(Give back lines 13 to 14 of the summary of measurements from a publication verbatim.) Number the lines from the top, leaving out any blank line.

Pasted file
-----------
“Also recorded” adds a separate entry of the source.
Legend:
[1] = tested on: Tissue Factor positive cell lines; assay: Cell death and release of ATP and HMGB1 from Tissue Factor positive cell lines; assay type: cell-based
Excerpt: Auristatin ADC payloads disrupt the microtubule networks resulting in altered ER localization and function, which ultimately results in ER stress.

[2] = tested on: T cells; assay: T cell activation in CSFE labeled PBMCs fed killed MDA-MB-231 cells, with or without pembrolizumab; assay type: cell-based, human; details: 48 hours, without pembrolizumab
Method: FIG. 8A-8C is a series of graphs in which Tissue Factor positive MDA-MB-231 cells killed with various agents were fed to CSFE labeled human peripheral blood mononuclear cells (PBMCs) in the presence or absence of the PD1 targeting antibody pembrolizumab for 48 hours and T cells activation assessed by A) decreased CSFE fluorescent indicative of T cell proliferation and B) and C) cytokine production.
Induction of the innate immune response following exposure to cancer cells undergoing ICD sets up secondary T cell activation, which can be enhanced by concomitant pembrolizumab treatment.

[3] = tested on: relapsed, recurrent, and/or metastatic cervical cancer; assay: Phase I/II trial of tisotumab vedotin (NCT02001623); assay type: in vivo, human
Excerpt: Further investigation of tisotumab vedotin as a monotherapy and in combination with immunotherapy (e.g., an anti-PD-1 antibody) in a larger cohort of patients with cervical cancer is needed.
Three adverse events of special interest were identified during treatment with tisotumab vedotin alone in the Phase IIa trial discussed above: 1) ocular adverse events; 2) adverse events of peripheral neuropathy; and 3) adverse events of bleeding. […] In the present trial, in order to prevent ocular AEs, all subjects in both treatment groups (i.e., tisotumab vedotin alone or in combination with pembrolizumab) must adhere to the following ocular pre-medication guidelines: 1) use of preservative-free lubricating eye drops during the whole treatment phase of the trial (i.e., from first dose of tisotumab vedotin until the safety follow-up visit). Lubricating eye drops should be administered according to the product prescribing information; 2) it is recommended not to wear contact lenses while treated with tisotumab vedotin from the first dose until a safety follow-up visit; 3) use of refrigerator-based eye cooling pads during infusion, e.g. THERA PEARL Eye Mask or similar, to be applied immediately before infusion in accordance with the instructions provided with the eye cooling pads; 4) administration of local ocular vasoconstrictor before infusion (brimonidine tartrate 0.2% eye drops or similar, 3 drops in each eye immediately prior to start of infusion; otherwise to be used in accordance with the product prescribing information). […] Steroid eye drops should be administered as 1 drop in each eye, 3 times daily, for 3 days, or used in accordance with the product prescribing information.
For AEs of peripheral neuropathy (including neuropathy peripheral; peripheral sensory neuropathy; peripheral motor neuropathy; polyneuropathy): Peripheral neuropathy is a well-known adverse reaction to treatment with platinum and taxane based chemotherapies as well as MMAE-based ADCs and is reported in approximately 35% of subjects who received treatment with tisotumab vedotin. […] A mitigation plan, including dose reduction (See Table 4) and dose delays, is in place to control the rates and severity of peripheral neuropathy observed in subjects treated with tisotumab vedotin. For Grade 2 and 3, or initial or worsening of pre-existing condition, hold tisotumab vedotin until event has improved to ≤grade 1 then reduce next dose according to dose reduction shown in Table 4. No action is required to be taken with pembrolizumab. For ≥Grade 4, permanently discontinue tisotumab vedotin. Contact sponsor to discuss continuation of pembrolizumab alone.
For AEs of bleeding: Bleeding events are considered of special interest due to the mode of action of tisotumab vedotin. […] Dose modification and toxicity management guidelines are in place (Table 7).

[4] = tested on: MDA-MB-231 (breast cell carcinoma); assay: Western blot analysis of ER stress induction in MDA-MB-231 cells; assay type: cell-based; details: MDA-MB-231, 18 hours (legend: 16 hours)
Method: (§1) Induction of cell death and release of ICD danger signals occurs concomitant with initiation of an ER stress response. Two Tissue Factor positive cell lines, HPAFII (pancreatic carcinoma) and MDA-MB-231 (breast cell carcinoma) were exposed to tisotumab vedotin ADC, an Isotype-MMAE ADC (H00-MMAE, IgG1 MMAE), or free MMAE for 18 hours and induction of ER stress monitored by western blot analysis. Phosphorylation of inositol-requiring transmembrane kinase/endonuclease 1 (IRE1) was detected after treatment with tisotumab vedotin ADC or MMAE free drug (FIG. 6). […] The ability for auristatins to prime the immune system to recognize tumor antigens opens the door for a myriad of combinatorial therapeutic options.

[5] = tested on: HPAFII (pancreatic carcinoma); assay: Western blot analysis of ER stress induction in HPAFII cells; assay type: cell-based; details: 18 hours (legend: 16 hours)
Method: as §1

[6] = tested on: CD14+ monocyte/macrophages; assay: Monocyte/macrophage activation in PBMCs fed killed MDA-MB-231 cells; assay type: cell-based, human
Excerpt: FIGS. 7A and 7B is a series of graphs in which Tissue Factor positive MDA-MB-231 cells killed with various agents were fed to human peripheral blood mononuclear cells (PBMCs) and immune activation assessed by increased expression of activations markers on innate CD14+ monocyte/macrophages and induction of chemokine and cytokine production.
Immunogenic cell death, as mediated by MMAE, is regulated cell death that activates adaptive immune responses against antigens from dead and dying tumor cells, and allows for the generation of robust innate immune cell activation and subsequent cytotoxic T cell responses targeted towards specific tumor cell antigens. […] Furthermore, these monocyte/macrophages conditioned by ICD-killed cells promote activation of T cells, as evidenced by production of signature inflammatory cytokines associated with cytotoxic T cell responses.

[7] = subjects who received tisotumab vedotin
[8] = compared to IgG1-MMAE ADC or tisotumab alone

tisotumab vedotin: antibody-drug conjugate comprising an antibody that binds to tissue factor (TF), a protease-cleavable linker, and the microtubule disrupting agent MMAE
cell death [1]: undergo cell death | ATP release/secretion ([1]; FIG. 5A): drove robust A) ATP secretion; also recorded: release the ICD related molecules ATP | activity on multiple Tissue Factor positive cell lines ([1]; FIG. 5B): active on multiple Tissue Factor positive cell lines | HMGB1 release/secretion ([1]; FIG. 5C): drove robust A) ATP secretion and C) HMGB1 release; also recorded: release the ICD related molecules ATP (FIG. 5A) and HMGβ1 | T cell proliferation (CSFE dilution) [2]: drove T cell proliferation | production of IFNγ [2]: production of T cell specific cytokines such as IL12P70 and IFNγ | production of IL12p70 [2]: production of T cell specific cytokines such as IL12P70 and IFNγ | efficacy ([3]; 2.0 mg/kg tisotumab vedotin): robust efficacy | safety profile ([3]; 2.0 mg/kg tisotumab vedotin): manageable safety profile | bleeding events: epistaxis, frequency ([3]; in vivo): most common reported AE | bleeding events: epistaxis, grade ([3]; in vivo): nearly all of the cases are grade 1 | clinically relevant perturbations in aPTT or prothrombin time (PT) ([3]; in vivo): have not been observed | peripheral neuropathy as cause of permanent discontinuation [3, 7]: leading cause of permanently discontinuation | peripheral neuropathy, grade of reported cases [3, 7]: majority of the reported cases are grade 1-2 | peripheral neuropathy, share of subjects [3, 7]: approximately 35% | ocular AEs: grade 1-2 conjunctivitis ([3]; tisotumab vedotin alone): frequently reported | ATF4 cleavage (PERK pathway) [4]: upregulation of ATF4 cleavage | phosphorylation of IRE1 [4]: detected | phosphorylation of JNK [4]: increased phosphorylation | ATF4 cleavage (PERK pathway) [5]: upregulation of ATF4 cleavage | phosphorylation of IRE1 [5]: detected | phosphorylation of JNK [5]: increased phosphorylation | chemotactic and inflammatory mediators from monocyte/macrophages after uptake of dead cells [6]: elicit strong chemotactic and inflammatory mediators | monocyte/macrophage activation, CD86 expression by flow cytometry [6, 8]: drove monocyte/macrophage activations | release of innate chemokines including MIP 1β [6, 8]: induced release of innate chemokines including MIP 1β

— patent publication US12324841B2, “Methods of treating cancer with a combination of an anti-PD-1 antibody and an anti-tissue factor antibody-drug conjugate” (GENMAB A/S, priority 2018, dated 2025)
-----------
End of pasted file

[4] = tested on: MDA-MB-231 (breast cell carcinoma); assay: Western blot analysis of ER stress induction in MDA-MB-231 cells; assay type: cell-based; details: MDA-MB-231, 18 hours (legend: 16 hours)
Method: (§1) Induction of cell death and release of ICD danger signals occurs concomitant with initiation of an ER stress response. Two Tissue Factor positive cell lines, HPAFII (pancreatic carcinoma) and MDA-MB-231 (breast cell carcinoma) were exposed to tisotumab vedotin ADC, an Isotype-MMAE ADC (H00-MMAE, IgG1 MMAE), or free MMAE for 18 hours and induction of ER stress monitored by western blot analysis. Phosphorylation of inositol-requiring transmembrane kinase/endonuclease 1 (IRE1) was detected after treatment with tisotumab vedotin ADC or MMAE free drug (FIG. 6). […] The ability for auristatins to prime the immune system to recognize tumor antigens opens the door for a myriad of combinatorial therapeutic options.